Margo, 8, came in second in a wood-carving contest against seven young male friends. She says she's better at baseball than her 10-
and 12-year-old brothers, and that her favorite things are swimming, bowling, soccer, canoeing and football.
Jennifer, 14, has the same first-aid training as her mother, the Metro police sergeant. She rides with Metro firefighters and is qualified to give CPR, help treat shock and assist in childbirth.
Oh, both still have their girlish passions. "I still play with my Barbies
," Margo says, "and I still sleep with my teddy bear, because I'm afraid of the dark."
Jennifer's favorite things, her mother says, are: "Talk on the phone, shop at the mall, go to movies with dates, hang around with her girlfriends."
But both also want to do things in the Boy Scouts that the Boy
Scouts won't let them do.
Margo wants to be a Cub Scout. The Boy Scouts national leadership says Cub Scouts are only for boys.
Jennifer, already a member of the Explorers, a coed scouting organization, wants to become a counselor-in-training at a Boy Scout Camp. Local Boy Scout leaders rejected her application, saying they
couldn't guarantee her safety.
Says Margo's mother: "At age 8 there is not a difference between boys and girls. Every child should be encouraged, regardless of gender, in whatever they need to be a whole being."
Says Jennifer's mother: "To deny Jennifer a position at Camp Lone
Oak would be the same as saying the Boy Scouts do not consider girls the equal of boys."
Says the Boy Scouts' national spokesman: "If we were to try to accommodate both sexes in the same programs, it might cause us to not meet anybody's needs. The program has run well for the last 81 years, and we see no scientific reason we should change the policy."
The challenges come at a time when the Boy Scouts of America, founded in 1910, is changing and is under pressure to change faster. In 1969 the Scouts first let young women into its Explorer program, which had been all-male for 20 years. In 1988, it let adult women become Boy Scout troop leaders; previously they could be only Cub Scout den mothers. Today it is resisting pressure from youths who
are atheists or homosexual to become Boy Scout members and leaders.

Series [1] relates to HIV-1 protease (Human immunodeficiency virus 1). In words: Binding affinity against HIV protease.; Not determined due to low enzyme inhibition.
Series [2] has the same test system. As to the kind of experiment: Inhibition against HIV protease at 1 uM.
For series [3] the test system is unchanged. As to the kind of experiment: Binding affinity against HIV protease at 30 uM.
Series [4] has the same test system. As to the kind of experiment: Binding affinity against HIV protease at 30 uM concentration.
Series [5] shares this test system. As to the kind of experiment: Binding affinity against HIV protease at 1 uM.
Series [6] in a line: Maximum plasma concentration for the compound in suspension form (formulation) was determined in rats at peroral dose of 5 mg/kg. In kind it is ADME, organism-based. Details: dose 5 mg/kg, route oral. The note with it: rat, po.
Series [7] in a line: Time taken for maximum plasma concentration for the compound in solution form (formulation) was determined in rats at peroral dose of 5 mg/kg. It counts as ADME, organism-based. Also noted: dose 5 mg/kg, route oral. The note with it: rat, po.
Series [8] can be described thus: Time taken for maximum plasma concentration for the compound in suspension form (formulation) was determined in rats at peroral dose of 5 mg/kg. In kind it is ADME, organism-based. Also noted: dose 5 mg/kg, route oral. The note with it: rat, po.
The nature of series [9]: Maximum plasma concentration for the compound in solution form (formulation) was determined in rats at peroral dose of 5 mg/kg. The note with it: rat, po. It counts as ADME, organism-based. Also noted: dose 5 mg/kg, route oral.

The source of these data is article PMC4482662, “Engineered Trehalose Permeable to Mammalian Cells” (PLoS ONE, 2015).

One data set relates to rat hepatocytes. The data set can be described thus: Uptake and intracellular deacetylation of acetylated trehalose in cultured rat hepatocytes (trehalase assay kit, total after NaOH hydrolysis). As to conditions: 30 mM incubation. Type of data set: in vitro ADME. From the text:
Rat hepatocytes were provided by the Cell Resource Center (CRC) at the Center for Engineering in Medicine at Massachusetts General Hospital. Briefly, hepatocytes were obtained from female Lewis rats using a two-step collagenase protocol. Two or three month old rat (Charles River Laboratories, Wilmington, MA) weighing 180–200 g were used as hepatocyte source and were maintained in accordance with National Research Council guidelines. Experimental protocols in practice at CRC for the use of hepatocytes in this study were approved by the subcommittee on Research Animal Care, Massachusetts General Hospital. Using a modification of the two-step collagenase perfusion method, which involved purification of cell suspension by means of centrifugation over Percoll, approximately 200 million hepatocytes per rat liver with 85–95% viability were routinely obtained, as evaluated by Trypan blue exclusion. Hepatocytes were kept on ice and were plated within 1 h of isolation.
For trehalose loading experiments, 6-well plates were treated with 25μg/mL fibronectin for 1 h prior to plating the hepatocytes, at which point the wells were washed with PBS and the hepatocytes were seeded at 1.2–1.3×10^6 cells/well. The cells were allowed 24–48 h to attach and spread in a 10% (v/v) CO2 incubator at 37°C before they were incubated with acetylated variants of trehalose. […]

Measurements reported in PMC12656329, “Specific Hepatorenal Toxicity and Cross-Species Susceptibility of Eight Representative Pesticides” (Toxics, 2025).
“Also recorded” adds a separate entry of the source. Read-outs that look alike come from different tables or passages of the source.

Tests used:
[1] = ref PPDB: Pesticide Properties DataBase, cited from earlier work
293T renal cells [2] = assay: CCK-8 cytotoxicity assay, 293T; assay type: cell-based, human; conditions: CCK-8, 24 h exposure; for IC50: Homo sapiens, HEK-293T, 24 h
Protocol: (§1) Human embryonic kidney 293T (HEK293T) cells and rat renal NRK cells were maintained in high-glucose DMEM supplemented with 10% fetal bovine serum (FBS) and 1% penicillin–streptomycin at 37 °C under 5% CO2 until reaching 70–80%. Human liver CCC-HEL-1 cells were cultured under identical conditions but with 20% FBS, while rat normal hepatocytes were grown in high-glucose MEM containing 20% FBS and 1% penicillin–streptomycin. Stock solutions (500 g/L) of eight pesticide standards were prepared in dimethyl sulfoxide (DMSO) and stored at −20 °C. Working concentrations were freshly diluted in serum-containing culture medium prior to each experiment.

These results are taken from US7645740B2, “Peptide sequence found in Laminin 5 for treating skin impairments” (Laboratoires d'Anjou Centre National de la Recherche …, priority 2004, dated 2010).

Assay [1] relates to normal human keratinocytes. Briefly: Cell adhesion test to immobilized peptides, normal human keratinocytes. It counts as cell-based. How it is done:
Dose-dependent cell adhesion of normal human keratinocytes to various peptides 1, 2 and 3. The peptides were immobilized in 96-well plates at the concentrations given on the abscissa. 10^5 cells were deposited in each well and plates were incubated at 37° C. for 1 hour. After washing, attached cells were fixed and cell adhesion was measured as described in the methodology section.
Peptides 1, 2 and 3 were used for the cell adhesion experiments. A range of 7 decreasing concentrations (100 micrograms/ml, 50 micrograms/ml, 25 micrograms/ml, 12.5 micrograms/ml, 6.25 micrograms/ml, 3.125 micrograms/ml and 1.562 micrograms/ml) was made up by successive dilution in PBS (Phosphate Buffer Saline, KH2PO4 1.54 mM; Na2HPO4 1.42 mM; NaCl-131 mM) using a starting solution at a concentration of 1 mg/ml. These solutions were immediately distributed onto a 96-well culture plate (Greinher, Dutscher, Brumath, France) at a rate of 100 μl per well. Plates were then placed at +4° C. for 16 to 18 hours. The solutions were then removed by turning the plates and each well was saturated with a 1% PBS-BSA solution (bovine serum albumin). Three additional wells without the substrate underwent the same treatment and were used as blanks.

"Scouting has a very well-defined image and set of values," says Blake Lewis, national BSA spokesman. "We think it would be unfair to the people who have signed onto the organization (to make it) one where you can pick and choose what elements of the code you're
going to follow. An organization that does that will soon become ill-defined and valueless."
What about the good old American value of nondiscrimination, counter Margo and Jennifer's families.
Still, the challenges for both families center on practical concerns.
Margo Mankes' family, of North Dade, is seriously into scouting. Her mother, Cecile, is an assistant scout master in a Boy Scout troop. Her father, Barry, is a scout master in a Cub Scout pack. Her brothers, David, 10, and Saul, 12, are scouts. Margo was a Daisy Scout in kindergarten and a Brownie Scout after that.
Then she joined the Cub Scouts. They just did more things she liked.
Brownie Scouts did tie-dying and played on water slides, she says. "The Cub Scouts have cookouts, canoe, play sports, learn about tools, learn to make fires."
Brownie Scouts learned how to safely open and close a knife; Cub Scouts had contests to see who was the fastest at carving toy cars
out of wood, Margo's mother says. Brownies wrap meat and vegetables in foil and drop them into a fire; Cubs make fancy campfire stews in Dutch ovens.
Margo's application to be a Cub Scout was accepted by the BSA national leadership at first. Then local scout council leaders said it had been a mistake, returned her fee and said she was out. It meant
Margo couldn't go to Cub Scout summer camp, a week long, 9 a.m. to 5 p.m. program at North Miami Middle School.
Margo's mother asked Miami lawyer Mark Rubin for help. He took the case to federal court, which refused jurisdiction. He took it to a state court, which declined to make an emergency ruling in time for Margo to go to camp.
Now Rubin has filed a complaint with the Dade County Human Relations Board. He is contacting the U.S. House Judiciary Committee, which has power over the BSA because Congress in 1916 approved the scouts' charter.
And Rubin is asking the national United Way, a major financial supporter of the Boy Scouts, to stop funding the scouts because the
UW charter bans sex discrimination.
Jennifer Thomason's case arose over equally practical concerns. Her strong leadership traits started to show at 12, when she joined the Future Homemakers of America.
"At first I thought, 'Oh, boy -- baking cakes and cookies,' " says her
mother, Bea Weaver, a sergeant in the Metro Police training bureau.
But times, and FHA chapters, have changed.
"They're into self-improvement, building self-esteem," Weaver says. "They do projects to stamp out teen-age pregnancy, drugs."
Adds Jennifer: "They have competitions for cooking, but I'm not really interested. I like parliamentary procedure." Her FHA parliamentary procedure team won first place in the Dade- Monroe district contest twice and third place once at the state level.
"I'm just the mother," Weaver says. "I just stand back and watch. At
12, she was elected chairperson of the district FHA. I didn't even know. She came home one night and borrowed my suit jacket. She said, 'I have to make a presentation.' She did her hair up so she looked older. She gave a presentation to an auditorium full of hundreds of kids and teachers. They elected her."